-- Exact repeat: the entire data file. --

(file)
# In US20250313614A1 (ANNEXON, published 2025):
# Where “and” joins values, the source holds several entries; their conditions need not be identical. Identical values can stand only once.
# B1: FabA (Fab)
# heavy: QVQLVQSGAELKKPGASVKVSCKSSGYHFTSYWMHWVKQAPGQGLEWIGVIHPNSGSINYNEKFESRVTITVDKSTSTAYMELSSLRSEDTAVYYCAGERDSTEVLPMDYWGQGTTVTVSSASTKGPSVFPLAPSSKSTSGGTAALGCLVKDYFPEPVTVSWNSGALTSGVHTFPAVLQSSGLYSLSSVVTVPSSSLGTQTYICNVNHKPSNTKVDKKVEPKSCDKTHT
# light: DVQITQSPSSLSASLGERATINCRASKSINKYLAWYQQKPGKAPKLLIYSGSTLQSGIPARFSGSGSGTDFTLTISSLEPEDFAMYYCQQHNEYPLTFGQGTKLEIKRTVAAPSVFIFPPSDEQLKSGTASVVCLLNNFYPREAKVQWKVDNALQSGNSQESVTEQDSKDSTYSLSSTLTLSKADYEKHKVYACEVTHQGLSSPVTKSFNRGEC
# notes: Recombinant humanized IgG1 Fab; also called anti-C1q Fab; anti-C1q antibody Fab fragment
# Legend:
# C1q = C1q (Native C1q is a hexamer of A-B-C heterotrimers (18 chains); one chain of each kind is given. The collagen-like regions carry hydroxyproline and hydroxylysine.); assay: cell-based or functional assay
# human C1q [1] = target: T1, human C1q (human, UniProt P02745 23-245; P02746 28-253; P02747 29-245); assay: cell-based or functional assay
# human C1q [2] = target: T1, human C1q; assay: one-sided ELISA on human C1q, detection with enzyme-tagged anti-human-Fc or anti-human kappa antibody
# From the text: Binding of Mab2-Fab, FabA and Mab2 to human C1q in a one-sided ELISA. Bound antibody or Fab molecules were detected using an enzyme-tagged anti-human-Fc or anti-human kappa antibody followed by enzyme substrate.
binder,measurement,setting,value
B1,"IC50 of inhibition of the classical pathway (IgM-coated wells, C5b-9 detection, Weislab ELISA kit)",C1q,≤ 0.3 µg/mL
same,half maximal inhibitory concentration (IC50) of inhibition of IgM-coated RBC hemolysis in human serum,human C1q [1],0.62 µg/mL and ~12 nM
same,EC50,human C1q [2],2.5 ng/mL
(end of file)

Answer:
# In US20250313614A1 (ANNEXON, published 2025):
# Where “and” joins values, the source holds several entries; their conditions need not be identical. Identical values can stand only once.
# B1: FabA (Fab)
# heavy: QVQLVQSGAELKKPGASVKVSCKSSGYHFTSYWMHWVKQAPGQGLEWIGVIHPNSGSINYNEKFESRVTITVDKSTSTAYMELSSLRSEDTAVYYCAGERDSTEVLPMDYWGQGTTVTVSSASTKGPSVFPLAPSSKSTSGGTAALGCLVKDYFPEPVTVSWNSGALTSGVHTFPAVLQSSGLYSLSSVVTVPSSSLGTQTYICNVNHKPSNTKVDKKVEPKSCDKTHT
# light: DVQITQSPSSLSASLGERATINCRASKSINKYLAWYQQKPGKAPKLLIYSGSTLQSGIPARFSGSGSGTDFTLTISSLEPEDFAMYYCQQHNEYPLTFGQGTKLEIKRTVAAPSVFIFPPSDEQLKSGTASVVCLLNNFYPREAKVQWKVDNALQSGNSQESVTEQDSKDSTYSLSSTLTLSKADYEKHKVYACEVTHQGLSSPVTKSFNRGEC
# notes: Recombinant humanized IgG1 Fab; also called anti-C1q Fab; anti-C1q antibody Fab fragment
# Legend:
# C1q = C1q (Native C1q is a hexamer of A-B-C heterotrimers (18 chains); one chain of each kind is given. The collagen-like regions carry hydroxyproline and hydroxylysine.); assay: cell-based or functional assay
# human C1q [1] = target: T1, human C1q (human, UniProt P02745 23-245; P02746 28-253; P02747 29-245); assay: cell-based or functional assay
# human C1q [2] = target: T1, human C1q; assay: one-sided ELISA on human C1q, detection with enzyme-tagged anti-human-Fc or anti-human kappa antibody
# From the text: Binding of Mab2-Fab, FabA and Mab2 to human C1q in a one-sided ELISA. Bound antibody or Fab molecules were detected using an enzyme-tagged anti-human-Fc or anti-human kappa antibody followed by enzyme substrate.
binder,measurement,setting,value
B1,"IC50 of inhibition of the classical pathway (IgM-coated wells, C5b-9 detection, Weislab ELISA kit)",C1q,≤ 0.3 µg/mL
same,half maximal inhibitory concentration (IC50) of inhibition of IgM-coated RBC hemolysis in human serum,human C1q [1],0.62 µg/mL and ~12 nM
same,EC50,human C1q [2],2.5 ng/mL